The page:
Corporate Insolvency figures point to collapse

R3, representing the Insolvency Profession, is concerned by figures released on Friday by the Insolvency Service on corporate insolvencies which show a 53% increase in Receiverships. This is a jump from 177 Receiverships in the second quarter to 270 in the third quarter, an indication that repossession of commercial property is on the increase.

“Companies buying or selling property are being squeezed by a reduction in prices and a shortage of buyers,” said R3’s President, Nick O’Reilly. “A bank trying to recover lost assets will appoint a surveyor which shows up as a Receivership. We have all known for some time that the property and construction sector has been badly hit by the downturn, and these figures are evidence of that.”

Today’s figures indicate that overall, the number of corporate insolvencies for just three quarters of 2008 now stands at 15,164 which is almost as much as the figure cited by R3 for the entire year. In October, R3 members predicted a rise from the official figure of 13,091 corporate insolvencies for 2007 to 15,693 for 2008.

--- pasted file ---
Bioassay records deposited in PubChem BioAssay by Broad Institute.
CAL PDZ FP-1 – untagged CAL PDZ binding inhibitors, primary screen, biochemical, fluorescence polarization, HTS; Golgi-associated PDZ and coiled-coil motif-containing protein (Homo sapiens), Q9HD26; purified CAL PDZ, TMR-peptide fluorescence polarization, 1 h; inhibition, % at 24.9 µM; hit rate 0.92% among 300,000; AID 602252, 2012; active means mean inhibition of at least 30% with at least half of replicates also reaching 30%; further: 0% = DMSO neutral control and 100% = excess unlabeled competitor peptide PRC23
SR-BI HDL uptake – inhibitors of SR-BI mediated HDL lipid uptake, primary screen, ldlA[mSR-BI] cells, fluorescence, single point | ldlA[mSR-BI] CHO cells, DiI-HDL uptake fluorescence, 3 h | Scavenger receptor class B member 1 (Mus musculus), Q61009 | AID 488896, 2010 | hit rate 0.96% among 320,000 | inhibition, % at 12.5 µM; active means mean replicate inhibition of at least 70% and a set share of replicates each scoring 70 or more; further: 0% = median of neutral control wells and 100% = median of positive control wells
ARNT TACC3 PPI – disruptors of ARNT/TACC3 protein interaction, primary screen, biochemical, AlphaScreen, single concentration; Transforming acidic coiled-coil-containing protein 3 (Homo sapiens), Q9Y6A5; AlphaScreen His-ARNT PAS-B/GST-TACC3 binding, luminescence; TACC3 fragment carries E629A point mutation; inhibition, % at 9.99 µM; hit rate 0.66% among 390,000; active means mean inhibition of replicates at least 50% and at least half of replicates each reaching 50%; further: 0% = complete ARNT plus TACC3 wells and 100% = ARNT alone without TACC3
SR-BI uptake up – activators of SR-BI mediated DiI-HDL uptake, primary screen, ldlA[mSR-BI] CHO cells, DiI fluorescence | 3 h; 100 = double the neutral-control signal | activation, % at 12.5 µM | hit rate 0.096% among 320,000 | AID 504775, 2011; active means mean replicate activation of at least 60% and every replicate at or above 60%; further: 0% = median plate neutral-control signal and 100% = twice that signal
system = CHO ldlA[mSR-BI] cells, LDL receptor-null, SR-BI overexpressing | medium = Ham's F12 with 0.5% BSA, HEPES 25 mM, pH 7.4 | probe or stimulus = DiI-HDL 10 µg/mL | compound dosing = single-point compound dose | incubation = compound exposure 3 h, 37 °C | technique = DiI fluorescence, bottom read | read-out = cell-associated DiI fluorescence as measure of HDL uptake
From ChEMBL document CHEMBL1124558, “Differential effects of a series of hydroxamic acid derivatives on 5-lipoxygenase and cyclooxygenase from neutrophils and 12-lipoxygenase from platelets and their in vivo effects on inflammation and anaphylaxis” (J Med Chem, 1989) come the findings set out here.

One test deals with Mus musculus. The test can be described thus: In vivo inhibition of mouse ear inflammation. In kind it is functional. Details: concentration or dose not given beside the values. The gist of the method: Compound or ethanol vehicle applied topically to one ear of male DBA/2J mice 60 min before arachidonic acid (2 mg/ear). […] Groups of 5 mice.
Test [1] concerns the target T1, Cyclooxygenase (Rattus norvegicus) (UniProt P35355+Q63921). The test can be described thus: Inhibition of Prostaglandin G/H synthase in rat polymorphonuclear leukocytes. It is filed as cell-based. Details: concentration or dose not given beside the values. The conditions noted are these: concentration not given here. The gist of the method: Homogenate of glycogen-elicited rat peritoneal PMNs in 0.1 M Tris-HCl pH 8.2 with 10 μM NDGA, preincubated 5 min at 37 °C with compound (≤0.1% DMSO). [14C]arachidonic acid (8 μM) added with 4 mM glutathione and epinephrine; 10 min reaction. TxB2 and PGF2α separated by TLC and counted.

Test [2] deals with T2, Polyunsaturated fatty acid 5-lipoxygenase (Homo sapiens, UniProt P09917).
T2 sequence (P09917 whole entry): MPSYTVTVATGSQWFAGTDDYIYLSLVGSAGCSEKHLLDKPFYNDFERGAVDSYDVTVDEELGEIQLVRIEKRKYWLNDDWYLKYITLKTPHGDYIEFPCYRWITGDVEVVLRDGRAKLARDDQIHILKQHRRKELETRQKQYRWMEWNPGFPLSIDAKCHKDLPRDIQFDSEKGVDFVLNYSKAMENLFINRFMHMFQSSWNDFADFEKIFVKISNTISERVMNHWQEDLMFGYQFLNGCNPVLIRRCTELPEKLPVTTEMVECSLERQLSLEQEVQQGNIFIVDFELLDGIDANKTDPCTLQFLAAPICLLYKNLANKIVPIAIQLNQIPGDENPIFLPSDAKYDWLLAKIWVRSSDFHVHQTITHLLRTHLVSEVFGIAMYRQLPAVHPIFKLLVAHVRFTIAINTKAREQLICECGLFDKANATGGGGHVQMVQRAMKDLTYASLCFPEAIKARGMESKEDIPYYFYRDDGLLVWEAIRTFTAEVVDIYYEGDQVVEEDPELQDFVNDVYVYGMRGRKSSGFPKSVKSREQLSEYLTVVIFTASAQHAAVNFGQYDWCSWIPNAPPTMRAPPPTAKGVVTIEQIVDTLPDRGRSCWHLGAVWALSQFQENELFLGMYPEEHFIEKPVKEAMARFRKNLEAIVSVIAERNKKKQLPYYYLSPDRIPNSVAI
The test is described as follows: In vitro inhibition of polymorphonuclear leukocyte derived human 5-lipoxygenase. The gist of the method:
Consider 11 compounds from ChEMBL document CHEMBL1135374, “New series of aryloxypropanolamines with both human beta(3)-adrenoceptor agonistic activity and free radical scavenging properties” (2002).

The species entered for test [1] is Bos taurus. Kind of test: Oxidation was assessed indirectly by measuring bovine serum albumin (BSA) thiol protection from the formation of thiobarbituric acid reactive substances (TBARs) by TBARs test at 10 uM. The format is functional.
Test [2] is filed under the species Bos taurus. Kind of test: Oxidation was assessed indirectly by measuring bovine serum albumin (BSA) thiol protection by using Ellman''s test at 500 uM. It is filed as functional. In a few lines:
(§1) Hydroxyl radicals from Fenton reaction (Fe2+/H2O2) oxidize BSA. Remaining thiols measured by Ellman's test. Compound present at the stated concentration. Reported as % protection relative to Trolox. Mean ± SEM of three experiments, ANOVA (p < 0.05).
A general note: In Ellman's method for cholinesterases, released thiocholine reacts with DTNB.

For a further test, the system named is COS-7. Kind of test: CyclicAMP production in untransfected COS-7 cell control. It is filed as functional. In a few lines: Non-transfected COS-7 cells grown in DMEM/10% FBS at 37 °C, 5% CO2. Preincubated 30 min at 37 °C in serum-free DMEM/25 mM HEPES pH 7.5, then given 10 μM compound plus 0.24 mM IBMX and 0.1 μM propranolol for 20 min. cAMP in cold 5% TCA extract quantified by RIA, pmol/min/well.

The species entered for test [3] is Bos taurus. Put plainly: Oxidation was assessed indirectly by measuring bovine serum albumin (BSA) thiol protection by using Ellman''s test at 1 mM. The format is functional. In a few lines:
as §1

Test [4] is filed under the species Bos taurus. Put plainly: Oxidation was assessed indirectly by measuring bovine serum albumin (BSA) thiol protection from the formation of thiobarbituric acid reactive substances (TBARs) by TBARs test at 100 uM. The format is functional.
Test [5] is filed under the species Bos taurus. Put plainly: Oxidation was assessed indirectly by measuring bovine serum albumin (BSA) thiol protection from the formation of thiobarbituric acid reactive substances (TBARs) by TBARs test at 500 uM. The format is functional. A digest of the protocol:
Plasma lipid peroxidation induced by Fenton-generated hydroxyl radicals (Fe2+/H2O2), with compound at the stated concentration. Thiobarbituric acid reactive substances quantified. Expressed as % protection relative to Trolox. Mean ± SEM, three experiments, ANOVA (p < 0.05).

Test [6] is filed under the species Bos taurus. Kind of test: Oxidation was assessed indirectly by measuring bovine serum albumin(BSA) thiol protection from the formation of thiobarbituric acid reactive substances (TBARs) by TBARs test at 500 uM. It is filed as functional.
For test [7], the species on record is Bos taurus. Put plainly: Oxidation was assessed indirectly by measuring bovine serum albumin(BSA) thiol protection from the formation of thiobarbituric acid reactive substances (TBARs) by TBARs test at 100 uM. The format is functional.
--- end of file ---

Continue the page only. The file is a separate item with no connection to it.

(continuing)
Rises are expected to continue into 2009 with 18,440 company insolvencies predicted. This would translate as a massive 41% increase in business insolvencies from 2007 to 2009. These predictions were made in a survey of the Insolvency Profession last month in conjunction with the polling agency ComRes.

“The Insolvency Service figures are worse than we expected. However, there will always be a ‘lag’ in filtering through and it won’t be until the end of 2009 that we will start to approach the numbers we saw at the peak of the last recession in 1992.

“For the last three or four years a number of businesses that perhaps were not performing well have been kept alive artificially by the easy availability of credit, which has now dried up. Businesses which are more vulnerable will fail.”

There are also concerns about the reported figures of 27,087 personal insolvencies for this quarter, which marks a jump in the number of bankruptcies and IVAs. “Again, these figures show that Insolvency Practitioner’s predictions of a 22% rise in personal insolvencies between 2007 and 2009 is worryingly on track,” said Nick O’Reilly. “Traditionally the route into personal insolvency is not an overnight process and unsurprisingly people will put off dealing with financial problems until they have exhausted all other options.”

Source: R3, which is the trade body for Insolvency Professionals, and is made up of 97% of the UK’s Insolvency Practitioners from all over the UK.

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